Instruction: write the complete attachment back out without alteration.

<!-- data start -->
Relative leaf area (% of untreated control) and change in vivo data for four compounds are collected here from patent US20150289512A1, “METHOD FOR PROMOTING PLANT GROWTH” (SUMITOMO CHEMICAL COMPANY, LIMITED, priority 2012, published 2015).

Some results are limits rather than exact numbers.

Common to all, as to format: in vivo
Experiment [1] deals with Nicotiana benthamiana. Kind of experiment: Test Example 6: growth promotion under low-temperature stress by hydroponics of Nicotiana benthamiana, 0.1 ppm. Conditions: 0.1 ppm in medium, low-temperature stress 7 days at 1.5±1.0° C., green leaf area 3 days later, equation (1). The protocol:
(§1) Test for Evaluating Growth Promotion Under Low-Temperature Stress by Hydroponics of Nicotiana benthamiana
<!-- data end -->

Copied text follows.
Relative leaf area (% of untreated control) and change in vivo data for four compounds are collected here from patent US20150289512A1, “METHOD FOR PROMOTING PLANT GROWTH” (SUMITOMO CHEMICAL COMPANY, LIMITED, priority 2012, published 2015).

Some results are limits rather than exact numbers.

Common to all, as to format: in vivo
Experiment [1] deals with Nicotiana benthamiana. Kind of experiment: Test Example 6: growth promotion under low-temperature stress by hydroponics of Nicotiana benthamiana, 0.1 ppm. Conditions: 0.1 ppm in medium, low-temperature stress 7 days at 1.5±1.0° C., green leaf area 3 days later, equation (1). The protocol:
(§1) Test for Evaluating Growth Promotion Under Low-Temperature Stress by Hydroponics of Nicotiana benthamiana